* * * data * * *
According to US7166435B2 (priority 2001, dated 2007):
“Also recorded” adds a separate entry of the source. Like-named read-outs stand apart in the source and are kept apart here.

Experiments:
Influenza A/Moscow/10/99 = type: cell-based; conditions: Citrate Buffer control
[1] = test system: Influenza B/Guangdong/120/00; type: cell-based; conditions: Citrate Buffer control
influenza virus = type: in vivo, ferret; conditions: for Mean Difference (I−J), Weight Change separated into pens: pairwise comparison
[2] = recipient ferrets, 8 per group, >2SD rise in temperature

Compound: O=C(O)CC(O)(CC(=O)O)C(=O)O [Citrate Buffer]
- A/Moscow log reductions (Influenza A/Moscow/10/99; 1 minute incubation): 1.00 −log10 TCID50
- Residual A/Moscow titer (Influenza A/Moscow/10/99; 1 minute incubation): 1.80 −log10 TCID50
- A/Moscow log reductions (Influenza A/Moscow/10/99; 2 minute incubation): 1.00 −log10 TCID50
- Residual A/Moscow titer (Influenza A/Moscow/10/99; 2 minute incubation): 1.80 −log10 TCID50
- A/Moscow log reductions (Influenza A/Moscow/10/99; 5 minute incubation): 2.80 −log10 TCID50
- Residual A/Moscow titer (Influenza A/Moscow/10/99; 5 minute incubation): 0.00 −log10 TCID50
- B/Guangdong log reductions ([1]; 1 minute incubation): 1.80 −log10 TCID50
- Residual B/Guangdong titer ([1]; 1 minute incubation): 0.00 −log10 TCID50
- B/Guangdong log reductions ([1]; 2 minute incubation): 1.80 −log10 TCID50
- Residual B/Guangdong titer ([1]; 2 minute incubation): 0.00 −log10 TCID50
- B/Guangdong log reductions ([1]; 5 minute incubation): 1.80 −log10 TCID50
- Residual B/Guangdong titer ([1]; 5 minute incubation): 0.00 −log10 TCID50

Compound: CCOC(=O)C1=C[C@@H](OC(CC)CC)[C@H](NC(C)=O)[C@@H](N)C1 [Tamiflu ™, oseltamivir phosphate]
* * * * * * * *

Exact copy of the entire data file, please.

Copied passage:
According to US7166435B2 (priority 2001, dated 2007):
“Also recorded” adds a separate entry of the source. Like-named read-outs stand apart in the source and are kept apart here.

Experiments:
Influenza A/Moscow/10/99 = type: cell-based; conditions: Citrate Buffer control
[1] = test system: Influenza B/Guangdong/120/00; type: cell-based; conditions: Citrate Buffer control
influenza virus = type: in vivo, ferret; conditions: for Mean Difference (I−J), Weight Change separated into pens: pairwise comparison
[2] = recipient ferrets, 8 per group, >2SD rise in temperature

Compound: O=C(O)CC(O)(CC(=O)O)C(=O)O [Citrate Buffer]
- A/Moscow log reductions (Influenza A/Moscow/10/99; 1 minute incubation): 1.00 −log10 TCID50
- Residual A/Moscow titer (Influenza A/Moscow/10/99; 1 minute incubation): 1.80 −log10 TCID50
- A/Moscow log reductions (Influenza A/Moscow/10/99; 2 minute incubation): 1.00 −log10 TCID50
- Residual A/Moscow titer (Influenza A/Moscow/10/99; 2 minute incubation): 1.80 −log10 TCID50
- A/Moscow log reductions (Influenza A/Moscow/10/99; 5 minute incubation): 2.80 −log10 TCID50
- Residual A/Moscow titer (Influenza A/Moscow/10/99; 5 minute incubation): 0.00 −log10 TCID50
- B/Guangdong log reductions ([1]; 1 minute incubation): 1.80 −log10 TCID50
- Residual B/Guangdong titer ([1]; 1 minute incubation): 0.00 −log10 TCID50
- B/Guangdong log reductions ([1]; 2 minute incubation): 1.80 −log10 TCID50
- Residual B/Guangdong titer ([1]; 2 minute incubation): 0.00 −log10 TCID50
- B/Guangdong log reductions ([1]; 5 minute incubation): 1.80 −log10 TCID50
- Residual B/Guangdong titer ([1]; 5 minute incubation): 0.00 −log10 TCID50

Compound: CCOC(=O)C1=C[C@@H](OC(CC)CC)[C@H](NC(C)=O)[C@@H](N)C1 [Tamiflu ™, oseltamivir phosphate]